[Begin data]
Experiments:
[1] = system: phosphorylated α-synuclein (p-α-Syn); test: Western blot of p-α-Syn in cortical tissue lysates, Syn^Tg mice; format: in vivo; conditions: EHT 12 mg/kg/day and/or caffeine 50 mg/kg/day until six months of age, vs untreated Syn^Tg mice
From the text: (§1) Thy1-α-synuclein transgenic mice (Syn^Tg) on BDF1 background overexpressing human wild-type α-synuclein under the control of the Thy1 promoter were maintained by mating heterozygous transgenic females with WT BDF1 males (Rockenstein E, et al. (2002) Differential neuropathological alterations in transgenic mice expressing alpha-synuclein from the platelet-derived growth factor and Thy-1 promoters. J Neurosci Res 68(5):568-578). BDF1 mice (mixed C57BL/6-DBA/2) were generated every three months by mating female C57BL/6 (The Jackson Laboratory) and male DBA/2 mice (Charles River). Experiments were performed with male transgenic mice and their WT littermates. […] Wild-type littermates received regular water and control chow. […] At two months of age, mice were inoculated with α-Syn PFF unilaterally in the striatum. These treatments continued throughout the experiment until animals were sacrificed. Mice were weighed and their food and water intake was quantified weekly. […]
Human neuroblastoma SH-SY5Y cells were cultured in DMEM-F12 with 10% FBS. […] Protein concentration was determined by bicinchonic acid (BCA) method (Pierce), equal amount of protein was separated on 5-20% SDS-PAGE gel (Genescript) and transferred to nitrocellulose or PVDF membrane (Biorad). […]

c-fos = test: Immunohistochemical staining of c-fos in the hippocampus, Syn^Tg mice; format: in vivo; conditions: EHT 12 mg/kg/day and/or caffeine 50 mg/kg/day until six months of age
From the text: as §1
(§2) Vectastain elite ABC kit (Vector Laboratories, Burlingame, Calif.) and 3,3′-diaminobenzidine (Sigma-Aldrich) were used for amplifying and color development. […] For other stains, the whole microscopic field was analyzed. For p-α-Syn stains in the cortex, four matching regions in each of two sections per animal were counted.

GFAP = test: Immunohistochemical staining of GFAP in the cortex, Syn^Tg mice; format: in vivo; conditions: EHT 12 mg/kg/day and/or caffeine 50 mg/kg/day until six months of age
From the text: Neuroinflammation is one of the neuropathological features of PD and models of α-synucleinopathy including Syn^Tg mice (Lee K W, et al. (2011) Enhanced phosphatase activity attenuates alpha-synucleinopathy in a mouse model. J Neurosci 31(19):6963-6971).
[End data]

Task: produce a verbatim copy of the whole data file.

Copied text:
Experiments:
[1] = system: phosphorylated α-synuclein (p-α-Syn); test: Western blot of p-α-Syn in cortical tissue lysates, Syn^Tg mice; format: in vivo; conditions: EHT 12 mg/kg/day and/or caffeine 50 mg/kg/day until six months of age, vs untreated Syn^Tg mice
From the text: (§1) Thy1-α-synuclein transgenic mice (Syn^Tg) on BDF1 background overexpressing human wild-type α-synuclein under the control of the Thy1 promoter were maintained by mating heterozygous transgenic females with WT BDF1 males (Rockenstein E, et al. (2002) Differential neuropathological alterations in transgenic mice expressing alpha-synuclein from the platelet-derived growth factor and Thy-1 promoters. J Neurosci Res 68(5):568-578). BDF1 mice (mixed C57BL/6-DBA/2) were generated every three months by mating female C57BL/6 (The Jackson Laboratory) and male DBA/2 mice (Charles River). Experiments were performed with male transgenic mice and their WT littermates. […] Wild-type littermates received regular water and control chow. […] At two months of age, mice were inoculated with α-Syn PFF unilaterally in the striatum. These treatments continued throughout the experiment until animals were sacrificed. Mice were weighed and their food and water intake was quantified weekly. […]
Human neuroblastoma SH-SY5Y cells were cultured in DMEM-F12 with 10% FBS. […] Protein concentration was determined by bicinchonic acid (BCA) method (Pierce), equal amount of protein was separated on 5-20% SDS-PAGE gel (Genescript) and transferred to nitrocellulose or PVDF membrane (Biorad). […]

c-fos = test: Immunohistochemical staining of c-fos in the hippocampus, Syn^Tg mice; format: in vivo; conditions: EHT 12 mg/kg/day and/or caffeine 50 mg/kg/day until six months of age
From the text: as §1
(§2) Vectastain elite ABC kit (Vector Laboratories, Burlingame, Calif.) and 3,3′-diaminobenzidine (Sigma-Aldrich) were used for amplifying and color development. […] For other stains, the whole microscopic field was analyzed. For p-α-Syn stains in the cortex, four matching regions in each of two sections per animal were counted.

GFAP = test: Immunohistochemical staining of GFAP in the cortex, Syn^Tg mice; format: in vivo; conditions: EHT 12 mg/kg/day and/or caffeine 50 mg/kg/day until six months of age
From the text: Neuroinflammation is one of the neuropathological features of PD and models of α-synucleinopathy including Syn^Tg mice (Lee K W, et al. (2011) Enhanced phosphatase activity attenuates alpha-synucleinopathy in a mouse model. J Neurosci 31(19):6963-6971).